Tags

, , ,

Consider Ephesians 2:1-10 and Romans 5: 6-8. Christ loved us and died for us even though we were ungodly, sinful, and dead in our trespasses. We were unworthy, yet God reached out to us. I believe God is omniscient, and knew ahead of time that some people would reject Him. Yet, God reached out still, and did not place demands or expectations on people. That is grace!

Or…Have you ever considered that Jesus washed the feet of Judas KNOWING that Judas would betray Him (John 13)? Really think about that. Would you humbly perform an act of service for someone that you KNEW was going to double-cross you or stab you in the back? I doubt it. I should be able to imitate my Savior in this way, but I don’t think I’d be able to.

I think as Christians we too often only care for and love people….who we like, who are already a part of our circle, who are easy to love, who are receptive, who can give back in some way, who will properly appreciate what we do for them, etc. But that is not the Christian way. We are also to love the unlovable and the undeserving. (In fact, sometimes people like that are precisely the ones who really need our love!)

Now I am going to take this in another direction. The church setting. We are not only to love those outside the church, we are to love those IN the church as well.

Do we love people at our church simply for who they are? Or do we place demands and expectations on them?

Sadly, I think we often do the later – but perhaps indirectly or without quite realizing that is what we are doing.

Often when you visit a church, it is emphasized that in order to get “plugged in” you must start volunteering and join a small group. There is some validity here. We should not go to church only to be “takers” but need to give of ourselves too. And if we dash out the door after the service every week, we’re not giving people a chance to be friendly to us.

But it seems like ALL the responsibility is being placed on the visitor!

Shouldn’t the church be reaching out too?

And…for a variety of legitimate reasons, some people may hesitate to volunteer or visit a small group. Just because they don’t do these things, doesn’t mean they should be ignored. Don’t forget the people on the sidelines! Reach out to them, befriend them, and draw them into the life of the church.

A friend of mine and her husband are very gifted believers with leadership skills, shepherding skills, musical talent, etc. They were at a church for years, and unfortunately this church only saw them as “objects” – as people who could “do” for the church. Their relationships were one-sided, with them always giving but never being cared for themselves. Eventually, they moved on from this church and were burned out. At their new church, they did not want to immediately start to serve. Rather – they first wanted to become known and accepted for who they are – not for what they could do.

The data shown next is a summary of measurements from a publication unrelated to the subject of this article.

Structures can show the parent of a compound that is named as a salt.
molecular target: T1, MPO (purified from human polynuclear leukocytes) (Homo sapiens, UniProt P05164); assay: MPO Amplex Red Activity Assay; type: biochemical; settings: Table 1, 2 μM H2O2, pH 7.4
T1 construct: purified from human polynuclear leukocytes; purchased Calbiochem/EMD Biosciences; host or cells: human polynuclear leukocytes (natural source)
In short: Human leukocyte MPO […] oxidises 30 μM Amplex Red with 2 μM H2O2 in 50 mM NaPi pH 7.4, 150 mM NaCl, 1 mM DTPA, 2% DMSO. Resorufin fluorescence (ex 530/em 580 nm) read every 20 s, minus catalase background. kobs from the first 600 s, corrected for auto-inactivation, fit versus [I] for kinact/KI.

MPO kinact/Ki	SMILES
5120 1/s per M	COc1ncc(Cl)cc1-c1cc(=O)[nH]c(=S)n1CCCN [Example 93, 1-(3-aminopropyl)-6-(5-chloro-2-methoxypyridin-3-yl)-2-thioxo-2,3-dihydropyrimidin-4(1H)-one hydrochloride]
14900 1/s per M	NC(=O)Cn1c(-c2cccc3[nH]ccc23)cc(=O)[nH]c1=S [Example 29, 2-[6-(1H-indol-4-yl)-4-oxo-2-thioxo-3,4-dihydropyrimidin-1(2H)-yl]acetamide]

Other people have been hurt by a church in the past. Before they will get involved again, they need to first experience some genuine care and feel like they can trust people. (Yet, this will never happen if no one reaches out to them.)

Other people may be new to a church environment, and feel nervous about visiting a small group. They may not know what their gifts are yet, and be uncertain about how to serve. They need someone to come along side of them and encourage them as they take one small step at a time integrating into the church.

I can share a personal example here. We worked with an un-churched family, meeting with them at their home, teaching them about the Christian faith. After awhile, we suggested they try attending church. This was a huge and scary step for them! Most unfortunately, the people at this church did not reach out to them. The family stopped attending after awhile, and have since lost interest in the faith as well.

Are we willing to reach out to people personally (one-on-one), instead of just expecting them “to get with the program” by joining a group and starting to serve?

We should be cautious that we don’t make people feel like they have to jump through hoops in order to be loved and cared for by the church.

It seems that we have gotten the process backwards somehow. We expect people to make the first move, instead of us moving towards them.

Has one-on-one outreach become a thing of the past?

There are so many lonely, nervous, and hurting people within the church walls that need us to make the first move. Look around at church…be more observant…pray for spiritual sight…who is on the sidelines? Reach out in love with no strings attached. That is grace.

———————————————————————–
**Want to reach out but don’t know how? See this post: Drawing People into the Life of the Church. It is the first post in a series with PRACTICAL ways to reach out to people.

Advertisements